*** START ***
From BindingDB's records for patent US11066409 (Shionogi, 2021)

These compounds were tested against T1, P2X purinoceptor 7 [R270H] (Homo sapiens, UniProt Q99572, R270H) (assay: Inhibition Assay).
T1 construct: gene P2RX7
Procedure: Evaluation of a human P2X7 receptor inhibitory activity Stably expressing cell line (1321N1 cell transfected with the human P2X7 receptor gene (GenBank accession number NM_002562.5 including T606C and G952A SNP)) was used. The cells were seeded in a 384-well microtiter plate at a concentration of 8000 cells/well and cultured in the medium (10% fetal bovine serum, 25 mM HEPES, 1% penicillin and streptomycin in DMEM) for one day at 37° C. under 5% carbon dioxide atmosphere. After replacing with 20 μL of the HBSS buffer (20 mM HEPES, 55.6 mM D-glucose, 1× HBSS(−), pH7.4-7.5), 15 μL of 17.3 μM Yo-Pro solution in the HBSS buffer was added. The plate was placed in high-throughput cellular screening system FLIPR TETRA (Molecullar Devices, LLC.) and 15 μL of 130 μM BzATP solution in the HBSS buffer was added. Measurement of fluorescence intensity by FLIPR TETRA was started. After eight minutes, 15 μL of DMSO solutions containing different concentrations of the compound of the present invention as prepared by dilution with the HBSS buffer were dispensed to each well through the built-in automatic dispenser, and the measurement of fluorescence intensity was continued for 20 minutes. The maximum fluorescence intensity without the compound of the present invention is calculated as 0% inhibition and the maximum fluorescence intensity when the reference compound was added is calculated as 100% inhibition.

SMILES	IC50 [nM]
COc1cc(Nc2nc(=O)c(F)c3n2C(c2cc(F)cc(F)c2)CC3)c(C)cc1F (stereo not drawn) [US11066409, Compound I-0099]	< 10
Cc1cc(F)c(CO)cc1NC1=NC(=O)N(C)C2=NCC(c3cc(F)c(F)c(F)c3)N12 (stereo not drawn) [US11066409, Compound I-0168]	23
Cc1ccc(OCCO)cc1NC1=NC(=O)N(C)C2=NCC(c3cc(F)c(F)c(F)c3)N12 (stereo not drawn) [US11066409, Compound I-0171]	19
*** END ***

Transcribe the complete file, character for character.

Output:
From BindingDB's records for patent US11066409 (Shionogi, 2021)

These compounds were tested against T1, P2X purinoceptor 7 [R270H] (Homo sapiens, UniProt Q99572, R270H) (assay: Inhibition Assay).
T1 construct: gene P2RX7
Procedure: Evaluation of a human P2X7 receptor inhibitory activity Stably expressing cell line (1321N1 cell transfected with the human P2X7 receptor gene (GenBank accession number NM_002562.5 including T606C and G952A SNP)) was used. The cells were seeded in a 384-well microtiter plate at a concentration of 8000 cells/well and cultured in the medium (10% fetal bovine serum, 25 mM HEPES, 1% penicillin and streptomycin in DMEM) for one day at 37° C. under 5% carbon dioxide atmosphere. After replacing with 20 μL of the HBSS buffer (20 mM HEPES, 55.6 mM D-glucose, 1× HBSS(−), pH7.4-7.5), 15 μL of 17.3 μM Yo-Pro solution in the HBSS buffer was added. The plate was placed in high-throughput cellular screening system FLIPR TETRA (Molecullar Devices, LLC.) and 15 μL of 130 μM BzATP solution in the HBSS buffer was added. Measurement of fluorescence intensity by FLIPR TETRA was started. After eight minutes, 15 μL of DMSO solutions containing different concentrations of the compound of the present invention as prepared by dilution with the HBSS buffer were dispensed to each well through the built-in automatic dispenser, and the measurement of fluorescence intensity was continued for 20 minutes. The maximum fluorescence intensity without the compound of the present invention is calculated as 0% inhibition and the maximum fluorescence intensity when the reference compound was added is calculated as 100% inhibition.

SMILES	IC50 [nM]
COc1cc(Nc2nc(=O)c(F)c3n2C(c2cc(F)cc(F)c2)CC3)c(C)cc1F (stereo not drawn) [US11066409, Compound I-0099]	< 10
Cc1cc(F)c(CO)cc1NC1=NC(=O)N(C)C2=NCC(c3cc(F)c(F)c(F)c3)N12 (stereo not drawn) [US11066409, Compound I-0168]	23
Cc1ccc(OCCO)cc1NC1=NC(=O)N(C)C2=NCC(c3cc(F)c(F)c(F)c3)N12 (stereo not drawn) [US11066409, Compound I-0171]	19